The Tigers have won two games in Oakland. The game now goes to Detroit, where the Tigers are in perfect position to clinch the pennant and move onto their first World Series since I was a freshman in high school.
I know, for all you suffering Cubs fans and Mariners fans and all the other teams, that 22 years doesn't seem like a long time. But the Tigers were a proud team, and they've had such a long road of despair. They had thirteen consecutive losing seasons before this year. They haven't been close to a contender since the '80s. They deserve to go back to the series.
This year, the Tigers seem to have suddenly become America's team. Many people I know who weren't Tigers fans before the last series have suddenly been charmed by the boys from Detroit. Their wildly exuberant celebration after beating the Yankees was one of the best things I've seen in sports: the champagne toasts to the fans, the victory lap, Leyland's emotions showing - briefly - on the field, the cheers that went on and on and on.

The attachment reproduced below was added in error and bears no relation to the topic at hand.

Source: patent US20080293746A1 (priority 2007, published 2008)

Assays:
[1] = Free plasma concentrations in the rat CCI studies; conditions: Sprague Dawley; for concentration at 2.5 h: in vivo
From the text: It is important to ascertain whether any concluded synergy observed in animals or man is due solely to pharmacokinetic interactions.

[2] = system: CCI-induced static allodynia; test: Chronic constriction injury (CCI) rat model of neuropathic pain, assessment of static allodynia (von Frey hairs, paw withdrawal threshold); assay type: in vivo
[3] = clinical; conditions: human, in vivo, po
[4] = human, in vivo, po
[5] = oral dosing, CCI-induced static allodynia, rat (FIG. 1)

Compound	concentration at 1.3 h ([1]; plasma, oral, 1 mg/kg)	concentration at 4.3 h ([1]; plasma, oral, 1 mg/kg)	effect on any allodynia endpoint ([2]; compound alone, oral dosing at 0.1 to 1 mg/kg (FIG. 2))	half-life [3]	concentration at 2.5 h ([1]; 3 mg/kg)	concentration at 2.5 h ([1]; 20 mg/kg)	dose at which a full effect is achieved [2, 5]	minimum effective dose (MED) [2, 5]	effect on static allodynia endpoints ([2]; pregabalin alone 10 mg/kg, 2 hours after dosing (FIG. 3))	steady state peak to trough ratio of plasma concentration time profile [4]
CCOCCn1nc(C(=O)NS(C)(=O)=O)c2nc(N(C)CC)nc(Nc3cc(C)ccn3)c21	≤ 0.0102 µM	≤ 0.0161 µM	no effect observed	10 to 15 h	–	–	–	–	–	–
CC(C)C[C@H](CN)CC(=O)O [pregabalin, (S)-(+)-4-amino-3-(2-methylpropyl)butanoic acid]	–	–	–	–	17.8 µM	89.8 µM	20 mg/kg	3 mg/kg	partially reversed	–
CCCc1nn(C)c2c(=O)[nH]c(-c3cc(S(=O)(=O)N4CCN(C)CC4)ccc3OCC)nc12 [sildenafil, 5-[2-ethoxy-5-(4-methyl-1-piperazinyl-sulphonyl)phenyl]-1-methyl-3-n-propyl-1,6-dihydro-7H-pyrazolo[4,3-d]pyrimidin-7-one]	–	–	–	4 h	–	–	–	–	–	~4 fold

The Tigers don't have many superstar players. Pudge Rodriguez might count as one, although he's made himself into a cog in this team rather than a focal point. Their players are young, not experienced for the most part, and are often described with words like "scrappy" and "gritty." They have heroic young pitchers, one crafty veteran - Kenny Rogers - who's managed to transform from pariah to the mentor in the bullpen.
I love seeing the Tigers playing in October. I love hearing the announcers wax poetic about Kirk Gibson and Al Kaline, about Trammell and Sweet Lou, about Mickey Lolich and 30-game winner Denny McLain. I love hearing the stentorian tones of Ernie Harwell. Hopefully, by this weekend, we'll find out that the ride is going to go on for one more round.